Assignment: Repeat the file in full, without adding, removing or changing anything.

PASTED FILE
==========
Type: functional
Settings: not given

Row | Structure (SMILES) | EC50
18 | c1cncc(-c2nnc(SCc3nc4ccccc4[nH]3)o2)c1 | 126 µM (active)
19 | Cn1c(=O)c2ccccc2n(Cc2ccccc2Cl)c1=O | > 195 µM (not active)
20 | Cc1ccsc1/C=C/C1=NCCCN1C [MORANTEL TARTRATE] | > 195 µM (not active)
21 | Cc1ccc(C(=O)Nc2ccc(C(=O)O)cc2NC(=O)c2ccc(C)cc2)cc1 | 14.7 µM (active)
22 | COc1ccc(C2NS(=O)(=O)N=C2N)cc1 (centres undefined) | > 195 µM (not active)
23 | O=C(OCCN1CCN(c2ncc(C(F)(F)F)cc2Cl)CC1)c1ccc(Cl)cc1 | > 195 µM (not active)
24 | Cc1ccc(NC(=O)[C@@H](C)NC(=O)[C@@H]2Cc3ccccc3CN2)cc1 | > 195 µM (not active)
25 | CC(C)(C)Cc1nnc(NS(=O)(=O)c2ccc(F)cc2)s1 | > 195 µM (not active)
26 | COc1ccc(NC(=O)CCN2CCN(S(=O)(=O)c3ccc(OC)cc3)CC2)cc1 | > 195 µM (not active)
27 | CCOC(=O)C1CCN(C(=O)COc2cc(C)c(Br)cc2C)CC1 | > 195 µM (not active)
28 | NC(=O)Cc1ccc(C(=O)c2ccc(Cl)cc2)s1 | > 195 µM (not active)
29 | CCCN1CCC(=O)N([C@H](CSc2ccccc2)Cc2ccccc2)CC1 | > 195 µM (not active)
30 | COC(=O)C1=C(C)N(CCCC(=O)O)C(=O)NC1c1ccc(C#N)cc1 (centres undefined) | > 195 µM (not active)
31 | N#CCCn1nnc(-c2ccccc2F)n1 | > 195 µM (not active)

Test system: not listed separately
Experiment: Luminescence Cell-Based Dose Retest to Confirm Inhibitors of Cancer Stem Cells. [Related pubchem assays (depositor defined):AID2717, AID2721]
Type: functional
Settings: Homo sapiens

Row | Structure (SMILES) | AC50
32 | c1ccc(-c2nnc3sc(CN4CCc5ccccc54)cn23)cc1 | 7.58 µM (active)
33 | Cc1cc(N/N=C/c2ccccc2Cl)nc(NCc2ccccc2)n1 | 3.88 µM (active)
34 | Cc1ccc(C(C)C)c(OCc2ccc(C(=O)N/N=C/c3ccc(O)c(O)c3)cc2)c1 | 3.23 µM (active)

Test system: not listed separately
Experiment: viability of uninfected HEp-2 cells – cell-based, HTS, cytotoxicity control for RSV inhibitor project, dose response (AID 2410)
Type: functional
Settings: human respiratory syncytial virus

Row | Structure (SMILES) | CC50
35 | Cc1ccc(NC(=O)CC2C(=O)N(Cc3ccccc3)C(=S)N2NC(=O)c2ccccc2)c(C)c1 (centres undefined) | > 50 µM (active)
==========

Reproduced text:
Type: functional
Settings: not given

Row | Structure (SMILES) | EC50
18 | c1cncc(-c2nnc(SCc3nc4ccccc4[nH]3)o2)c1 | 126 µM (active)
19 | Cn1c(=O)c2ccccc2n(Cc2ccccc2Cl)c1=O | > 195 µM (not active)
20 | Cc1ccsc1/C=C/C1=NCCCN1C [MORANTEL TARTRATE] | > 195 µM (not active)
21 | Cc1ccc(C(=O)Nc2ccc(C(=O)O)cc2NC(=O)c2ccc(C)cc2)cc1 | 14.7 µM (active)
22 | COc1ccc(C2NS(=O)(=O)N=C2N)cc1 (centres undefined) | > 195 µM (not active)
23 | O=C(OCCN1CCN(c2ncc(C(F)(F)F)cc2Cl)CC1)c1ccc(Cl)cc1 | > 195 µM (not active)
24 | Cc1ccc(NC(=O)[C@@H](C)NC(=O)[C@@H]2Cc3ccccc3CN2)cc1 | > 195 µM (not active)
25 | CC(C)(C)Cc1nnc(NS(=O)(=O)c2ccc(F)cc2)s1 | > 195 µM (not active)
26 | COc1ccc(NC(=O)CCN2CCN(S(=O)(=O)c3ccc(OC)cc3)CC2)cc1 | > 195 µM (not active)
27 | CCOC(=O)C1CCN(C(=O)COc2cc(C)c(Br)cc2C)CC1 | > 195 µM (not active)
28 | NC(=O)Cc1ccc(C(=O)c2ccc(Cl)cc2)s1 | > 195 µM (not active)
29 | CCCN1CCC(=O)N([C@H](CSc2ccccc2)Cc2ccccc2)CC1 | > 195 µM (not active)
30 | COC(=O)C1=C(C)N(CCCC(=O)O)C(=O)NC1c1ccc(C#N)cc1 (centres undefined) | > 195 µM (not active)
31 | N#CCCn1nnc(-c2ccccc2F)n1 | > 195 µM (not active)

Test system: not listed separately
Experiment: Luminescence Cell-Based Dose Retest to Confirm Inhibitors of Cancer Stem Cells. [Related pubchem assays (depositor defined):AID2717, AID2721]
Type: functional
Settings: Homo sapiens

Row | Structure (SMILES) | AC50
32 | c1ccc(-c2nnc3sc(CN4CCc5ccccc54)cn23)cc1 | 7.58 µM (active)
33 | Cc1cc(N/N=C/c2ccccc2Cl)nc(NCc2ccccc2)n1 | 3.88 µM (active)
34 | Cc1ccc(C(C)C)c(OCc2ccc(C(=O)N/N=C/c3ccc(O)c(O)c3)cc2)c1 | 3.23 µM (active)

Test system: not listed separately
Experiment: viability of uninfected HEp-2 cells – cell-based, HTS, cytotoxicity control for RSV inhibitor project, dose response (AID 2410)
Type: functional
Settings: human respiratory syncytial virus

Row | Structure (SMILES) | CC50
35 | Cc1ccc(NC(=O)CC2C(=O)N(Cc3ccccc3)C(=S)N2NC(=O)c2ccccc2)c(C)c1 (centres undefined) | > 50 µM (active)